Weather modification and cloud seeding: is it really that hard to believe?
If you think those long white lines left in the wake of passing airplanes scoring the sky from ear-to-ear are noticeably thicker, longer, and remain for a longer duration than they did twenty or thirty years ago, you’re not alone. A growing number of people are looking skyward and wondering:
What’s going on up there?
That’s exactly what happened to artist Susan Riedley.
Instead of looking down at her phone, Riedley is often looking up to catch a glimpse of a bird, a cloud, a falling star. Her fascination with the above and beyond has remained with her since childhood.
Several years ago, while living in California, she began noticing more and more of the line-shaped clouds known as contrails, which are produced by aircraft exhaust, criss-crossing and covering more of the sky, more frequently. But something seemed off.
“I would take the time to watch the ejection, the process of the dispersion, the rippling waves of matter and the gravity pulling that matter down to earth along with the subsequent haziness,” she said. “Basic observation caused me to conclude that these were fundamentally and physically different from the contrails I knew and recognized.”
It was then she realized she wanted to start talking about it because of the many implications and lasting consequences.
“We need the air to be clean. We breathe it, our children inhale it, our pets, wildlife, everything is affected [by the quality of the air],” she said.
Chemtrails have been widely shouldered into the category of conspiracy theory — the notion that the government has long been involved in clandestine programs aimed at weather modification for the purposes of solar geoengineering, cloud seeding, psychological manipulation, population control, chemical and biological warfare tactics, is absolutely crazy, right?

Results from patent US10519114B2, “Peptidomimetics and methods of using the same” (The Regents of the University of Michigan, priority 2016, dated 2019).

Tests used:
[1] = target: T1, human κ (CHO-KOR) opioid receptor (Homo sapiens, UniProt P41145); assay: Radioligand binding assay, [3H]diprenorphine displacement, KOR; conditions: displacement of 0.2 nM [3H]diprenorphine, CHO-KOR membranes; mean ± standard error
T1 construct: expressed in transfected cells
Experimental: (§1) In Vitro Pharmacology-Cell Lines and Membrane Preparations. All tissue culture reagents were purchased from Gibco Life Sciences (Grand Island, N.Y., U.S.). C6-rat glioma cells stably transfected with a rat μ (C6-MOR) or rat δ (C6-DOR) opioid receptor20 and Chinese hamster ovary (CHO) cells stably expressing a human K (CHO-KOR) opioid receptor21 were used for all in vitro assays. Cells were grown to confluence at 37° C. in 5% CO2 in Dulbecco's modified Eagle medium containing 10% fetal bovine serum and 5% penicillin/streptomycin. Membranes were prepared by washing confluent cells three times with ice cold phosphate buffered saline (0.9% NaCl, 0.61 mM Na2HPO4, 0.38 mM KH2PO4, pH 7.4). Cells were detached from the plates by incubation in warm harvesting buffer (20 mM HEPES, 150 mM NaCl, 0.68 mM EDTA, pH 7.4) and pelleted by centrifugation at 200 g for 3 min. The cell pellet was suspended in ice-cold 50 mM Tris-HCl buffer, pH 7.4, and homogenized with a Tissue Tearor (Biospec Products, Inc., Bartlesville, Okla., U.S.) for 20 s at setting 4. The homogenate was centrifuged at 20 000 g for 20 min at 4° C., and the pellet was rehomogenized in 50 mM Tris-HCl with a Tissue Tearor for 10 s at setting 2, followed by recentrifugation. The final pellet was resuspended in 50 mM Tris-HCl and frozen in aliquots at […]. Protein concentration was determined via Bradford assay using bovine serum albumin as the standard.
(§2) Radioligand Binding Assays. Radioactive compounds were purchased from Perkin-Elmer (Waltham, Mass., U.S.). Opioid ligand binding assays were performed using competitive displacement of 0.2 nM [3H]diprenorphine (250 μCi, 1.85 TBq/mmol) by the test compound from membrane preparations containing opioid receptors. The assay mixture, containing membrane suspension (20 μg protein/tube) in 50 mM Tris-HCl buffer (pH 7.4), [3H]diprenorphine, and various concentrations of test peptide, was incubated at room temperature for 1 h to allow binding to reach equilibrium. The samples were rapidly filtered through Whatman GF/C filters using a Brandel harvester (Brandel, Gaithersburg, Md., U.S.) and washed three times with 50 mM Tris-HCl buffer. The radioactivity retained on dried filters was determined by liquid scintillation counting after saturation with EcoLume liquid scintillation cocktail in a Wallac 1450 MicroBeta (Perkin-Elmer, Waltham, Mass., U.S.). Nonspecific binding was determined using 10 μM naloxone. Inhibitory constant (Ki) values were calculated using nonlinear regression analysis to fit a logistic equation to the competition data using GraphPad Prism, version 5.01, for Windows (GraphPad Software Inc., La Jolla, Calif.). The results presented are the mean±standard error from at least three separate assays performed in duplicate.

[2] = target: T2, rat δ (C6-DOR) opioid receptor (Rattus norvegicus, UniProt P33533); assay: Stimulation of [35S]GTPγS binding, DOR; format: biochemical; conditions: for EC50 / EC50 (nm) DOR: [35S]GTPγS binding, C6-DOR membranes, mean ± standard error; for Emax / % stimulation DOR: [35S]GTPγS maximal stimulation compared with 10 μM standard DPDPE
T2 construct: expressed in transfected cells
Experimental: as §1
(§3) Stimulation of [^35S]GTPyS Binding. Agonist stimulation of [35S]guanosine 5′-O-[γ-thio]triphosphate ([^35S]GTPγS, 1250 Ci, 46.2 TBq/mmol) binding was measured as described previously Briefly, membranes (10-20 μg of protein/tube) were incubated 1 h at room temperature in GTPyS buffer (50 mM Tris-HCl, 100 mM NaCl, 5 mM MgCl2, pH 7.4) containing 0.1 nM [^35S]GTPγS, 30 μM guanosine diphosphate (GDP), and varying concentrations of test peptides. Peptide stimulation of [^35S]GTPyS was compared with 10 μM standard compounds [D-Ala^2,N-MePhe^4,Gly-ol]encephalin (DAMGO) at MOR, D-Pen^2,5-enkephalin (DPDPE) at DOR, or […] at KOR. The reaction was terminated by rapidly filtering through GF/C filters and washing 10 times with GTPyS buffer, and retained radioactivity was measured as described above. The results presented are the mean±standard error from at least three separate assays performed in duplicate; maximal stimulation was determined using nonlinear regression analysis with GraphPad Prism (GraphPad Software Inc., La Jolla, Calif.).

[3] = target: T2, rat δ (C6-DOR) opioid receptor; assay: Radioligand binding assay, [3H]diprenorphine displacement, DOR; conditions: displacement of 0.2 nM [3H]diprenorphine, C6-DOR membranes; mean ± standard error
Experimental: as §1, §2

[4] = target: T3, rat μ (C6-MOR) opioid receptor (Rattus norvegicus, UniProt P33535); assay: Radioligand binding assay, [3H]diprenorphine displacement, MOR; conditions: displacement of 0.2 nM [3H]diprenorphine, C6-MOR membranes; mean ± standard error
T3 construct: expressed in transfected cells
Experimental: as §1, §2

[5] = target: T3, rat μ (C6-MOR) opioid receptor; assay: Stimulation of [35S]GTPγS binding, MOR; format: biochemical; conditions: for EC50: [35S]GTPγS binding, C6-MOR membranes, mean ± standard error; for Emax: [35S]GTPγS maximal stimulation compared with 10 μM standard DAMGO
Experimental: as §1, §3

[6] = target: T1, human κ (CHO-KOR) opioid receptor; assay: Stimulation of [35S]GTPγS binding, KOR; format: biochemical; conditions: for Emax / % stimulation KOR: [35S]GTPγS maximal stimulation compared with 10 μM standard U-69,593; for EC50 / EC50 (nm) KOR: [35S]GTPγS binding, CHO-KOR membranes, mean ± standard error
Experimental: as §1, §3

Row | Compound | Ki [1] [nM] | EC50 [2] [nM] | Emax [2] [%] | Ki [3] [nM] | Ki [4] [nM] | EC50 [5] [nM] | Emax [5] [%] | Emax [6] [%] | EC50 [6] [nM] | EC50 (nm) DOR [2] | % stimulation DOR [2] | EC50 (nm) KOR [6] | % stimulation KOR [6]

But how do you have a meaningful conversation? How do you ask honest questions about a subject so polarizing that it has already been preemptively discarded as conspiratorial rubbish?
Riedley said,“If someone wants to throw the label ‘conspiracy theorist’ my way, I won’t waste my time wrestling with a closed mind.”
Instead, she is trying to have that conversation via her art.
“This is my attempt to say something I feel needs to be said,” she said of her art show, Above and Beyond, which she considers a Public Service Announcement, currently announcing at Bountiful Davis Art Center in Bountiful, Utah, through February 20.
She paints images of the sky criss-crossed with cloud trails from photographs, even paused scenes from television shows and movies.
“Each [painting] is paired with the source images on the title labels,” she said. “I want people to see that my art is made with my eyes, not my imagination.” Literally, she paints what she sees, albeit with a dab of pretty color here and there.
She doesn’t claim to be an authority, an expert. She’s just an observer. All she wants is people to look up, think, then decide for themselves, because it is far easier to reject an idea that falls outside the status quo, a certain way of thinking, as conspiracy theory, than it is to confront uncomfortable possibilities.
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